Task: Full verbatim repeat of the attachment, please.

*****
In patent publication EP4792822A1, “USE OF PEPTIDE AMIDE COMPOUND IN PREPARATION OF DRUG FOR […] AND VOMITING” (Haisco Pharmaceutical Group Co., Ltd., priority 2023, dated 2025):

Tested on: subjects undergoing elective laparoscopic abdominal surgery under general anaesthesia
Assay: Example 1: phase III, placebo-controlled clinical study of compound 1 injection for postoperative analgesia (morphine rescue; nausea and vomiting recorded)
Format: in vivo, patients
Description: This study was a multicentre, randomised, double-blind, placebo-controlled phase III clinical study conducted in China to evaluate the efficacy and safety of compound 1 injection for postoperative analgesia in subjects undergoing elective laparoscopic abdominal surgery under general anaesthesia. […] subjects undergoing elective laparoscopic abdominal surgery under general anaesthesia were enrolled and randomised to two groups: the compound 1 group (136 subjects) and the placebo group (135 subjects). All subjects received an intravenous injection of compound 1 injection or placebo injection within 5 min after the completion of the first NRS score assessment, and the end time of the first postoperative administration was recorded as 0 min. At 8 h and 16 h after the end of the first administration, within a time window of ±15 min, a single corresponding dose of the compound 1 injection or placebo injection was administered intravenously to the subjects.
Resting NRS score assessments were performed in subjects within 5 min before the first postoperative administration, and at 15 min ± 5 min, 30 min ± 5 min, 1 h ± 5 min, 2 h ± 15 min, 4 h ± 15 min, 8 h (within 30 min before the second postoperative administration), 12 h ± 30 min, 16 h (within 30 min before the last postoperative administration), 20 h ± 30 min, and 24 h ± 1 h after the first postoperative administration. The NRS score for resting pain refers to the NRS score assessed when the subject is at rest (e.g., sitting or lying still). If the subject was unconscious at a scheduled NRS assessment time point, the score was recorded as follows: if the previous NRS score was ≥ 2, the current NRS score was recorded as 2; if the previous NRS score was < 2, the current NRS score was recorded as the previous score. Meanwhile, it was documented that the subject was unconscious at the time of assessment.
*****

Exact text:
In patent publication EP4792822A1, “USE OF PEPTIDE AMIDE COMPOUND IN PREPARATION OF DRUG FOR […] AND VOMITING” (Haisco Pharmaceutical Group Co., Ltd., priority 2023, dated 2025):

Tested on: subjects undergoing elective laparoscopic abdominal surgery under general anaesthesia
Assay: Example 1: phase III, placebo-controlled clinical study of compound 1 injection for postoperative analgesia (morphine rescue; nausea and vomiting recorded)
Format: in vivo, patients
Description: This study was a multicentre, randomised, double-blind, placebo-controlled phase III clinical study conducted in China to evaluate the efficacy and safety of compound 1 injection for postoperative analgesia in subjects undergoing elective laparoscopic abdominal surgery under general anaesthesia. […] subjects undergoing elective laparoscopic abdominal surgery under general anaesthesia were enrolled and randomised to two groups: the compound 1 group (136 subjects) and the placebo group (135 subjects). All subjects received an intravenous injection of compound 1 injection or placebo injection within 5 min after the completion of the first NRS score assessment, and the end time of the first postoperative administration was recorded as 0 min. At 8 h and 16 h after the end of the first administration, within a time window of ±15 min, a single corresponding dose of the compound 1 injection or placebo injection was administered intravenously to the subjects.
Resting NRS score assessments were performed in subjects within 5 min before the first postoperative administration, and at 15 min ± 5 min, 30 min ± 5 min, 1 h ± 5 min, 2 h ± 15 min, 4 h ± 15 min, 8 h (within 30 min before the second postoperative administration), 12 h ± 30 min, 16 h (within 30 min before the last postoperative administration), 20 h ± 30 min, and 24 h ± 1 h after the first postoperative administration. The NRS score for resting pain refers to the NRS score assessed when the subject is at rest (e.g., sitting or lying still). If the subject was unconscious at a scheduled NRS assessment time point, the score was recorded as follows: if the previous NRS score was ≥ 2, the current NRS score was recorded as 2; if the previous NRS score was < 2, the current NRS score was recorded as the previous score. Meanwhile, it was documented that the subject was unconscious at the time of assessment.